Still kinks to be worked out in blockchain organized business bitcoin – Wooster Daily Record


Brian Boyer  |  Columnist

The blockchain organized business bitcoin continues to make headlines for various reasons, including it is the currency used for the Colony Pipeline ransom.

El Salvador recognizes bitcoin as legal currency, and everyone’s favorite – it is up/down 50%. While many still wonder if bitcoin, or some other cryptocurrency, will become the standard payment of the future, another use of the blockchain technology is coming to the forefront.

There have been many proposals to create a business organized by blockchain. These are called decentralized autonomous organizations or DAOs. A quick explanation of blockchain before continuing on to DAO.

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Bitcoin, as most cryptocurrencies, relies on the blockchain concept to ensure security and trust. Each bitcoin is encrypted with the history of transactions. To prove an individual owns a particular bitcoin, the system queries everyone else in the network. If they all agree on the history of the transactions, then one can prove they are the current owner.

‘Distributed ledger’ is at the heart of the matter

This is why bitcoin is said to operate on a “distributed ledger.” The power is rather than needing a centralized ledger for trust, such as a bank, the network itself servers to authenticate and secure transactions. The goal is it can cut out middlemen, reduce the powers of central authorities and enable independent, autonomous yet verifiable transactions.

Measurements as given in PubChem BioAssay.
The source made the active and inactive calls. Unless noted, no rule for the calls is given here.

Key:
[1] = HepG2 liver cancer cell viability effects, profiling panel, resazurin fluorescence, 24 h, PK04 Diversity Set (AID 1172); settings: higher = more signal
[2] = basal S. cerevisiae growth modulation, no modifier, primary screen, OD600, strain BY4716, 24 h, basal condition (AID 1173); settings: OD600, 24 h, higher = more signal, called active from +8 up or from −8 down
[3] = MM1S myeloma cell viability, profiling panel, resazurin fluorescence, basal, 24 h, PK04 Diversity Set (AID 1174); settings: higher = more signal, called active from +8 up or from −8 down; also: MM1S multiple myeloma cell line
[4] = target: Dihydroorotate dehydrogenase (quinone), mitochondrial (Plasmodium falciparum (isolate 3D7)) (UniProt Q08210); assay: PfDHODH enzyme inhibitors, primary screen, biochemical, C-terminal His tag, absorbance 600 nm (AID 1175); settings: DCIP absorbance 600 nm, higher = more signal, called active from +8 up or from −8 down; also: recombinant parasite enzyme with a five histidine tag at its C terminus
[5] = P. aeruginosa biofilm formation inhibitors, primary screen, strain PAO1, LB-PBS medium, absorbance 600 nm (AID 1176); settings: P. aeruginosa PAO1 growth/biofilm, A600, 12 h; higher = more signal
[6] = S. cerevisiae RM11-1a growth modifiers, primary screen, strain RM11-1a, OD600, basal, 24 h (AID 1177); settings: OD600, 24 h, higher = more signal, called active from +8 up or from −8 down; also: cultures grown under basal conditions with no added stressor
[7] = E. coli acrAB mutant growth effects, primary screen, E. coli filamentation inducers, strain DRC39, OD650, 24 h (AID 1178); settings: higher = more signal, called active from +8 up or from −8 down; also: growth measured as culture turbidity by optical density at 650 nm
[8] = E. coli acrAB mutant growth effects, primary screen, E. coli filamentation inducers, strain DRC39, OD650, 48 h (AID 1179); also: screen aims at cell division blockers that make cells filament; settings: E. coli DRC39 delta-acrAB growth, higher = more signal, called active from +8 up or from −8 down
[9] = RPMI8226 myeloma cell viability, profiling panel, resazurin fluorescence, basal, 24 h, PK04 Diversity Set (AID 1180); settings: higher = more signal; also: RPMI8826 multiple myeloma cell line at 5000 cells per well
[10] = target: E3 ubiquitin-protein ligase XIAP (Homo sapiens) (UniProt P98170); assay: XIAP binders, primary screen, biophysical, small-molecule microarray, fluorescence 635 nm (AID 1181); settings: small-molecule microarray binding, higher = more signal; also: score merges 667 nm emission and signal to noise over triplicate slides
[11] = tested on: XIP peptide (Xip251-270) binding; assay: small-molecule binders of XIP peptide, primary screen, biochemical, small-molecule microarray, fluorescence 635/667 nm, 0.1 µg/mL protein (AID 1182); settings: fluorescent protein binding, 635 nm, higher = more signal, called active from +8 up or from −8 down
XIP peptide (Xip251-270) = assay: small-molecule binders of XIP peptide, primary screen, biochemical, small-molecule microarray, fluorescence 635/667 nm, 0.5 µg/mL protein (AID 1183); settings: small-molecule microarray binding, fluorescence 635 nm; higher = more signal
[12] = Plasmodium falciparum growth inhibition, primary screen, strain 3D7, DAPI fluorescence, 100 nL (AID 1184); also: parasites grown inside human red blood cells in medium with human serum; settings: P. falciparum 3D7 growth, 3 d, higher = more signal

So what does blockchain have to do with business organizations? Instead of using blockchain to manage units of currency, the use would be to manage units of ownership much like stock shares in a business. These shares could be traded independently between entities without losing track of who owns what.

As exciting (or worrisome) as it sounds to use blockchain technology to trade shares of a company, there is an even more intriguing use that comes with this model. The owners of the shares could vote on company decisions remotely and securely. In fact, they could vote on all decisions.

Take out the middleman, cast a vote, execute ‘smart contract’

This would sidestep the need for a central decision making authority (CEO, the board, etc.). Thus, the business would become a decentralized autonomous organization. When each “share” can be verified and each vote secure, all owners of the company could participate in the decision making process.

And since all of this is connected remotely and the vote tallies can be instantly verified, decisions can be executed in the form of “smart contracts.” A smart contract is a contract that is automatically executed based on certain conditions.

A company could make decisions about marketing campaigns, hiring or firing vendors, or what new markets to enter into based on these contracts. The upside here is a company can instantly tap into the expertise and opinions of its owners and execute decisions faster.

So far, more theory than practice

How will DAO fare? I don’t know. So far they are more theory than practice. There have been a few companies created on that model, but they are mostly limited to financial services and are very young. Wikipedia only lists five DAO businesses as being “operational.”

While I spelled out many of the upsides of a DAO above, one doesn’t have to imagine very hard to think of potential downsides. Will the business make the best decisions when there are many potential “shareholders” who may or may not have experience or knowledge in the business be able to make the “best” decisions?

What happens when smart contracts are tied to each other? For example, will there be unintended consequences when contracts trigger contracts that tigger contracts that trigger contracts?

The model on paper sounds interesting. But in practice, there is more kinks to work out.

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About the Author: Kate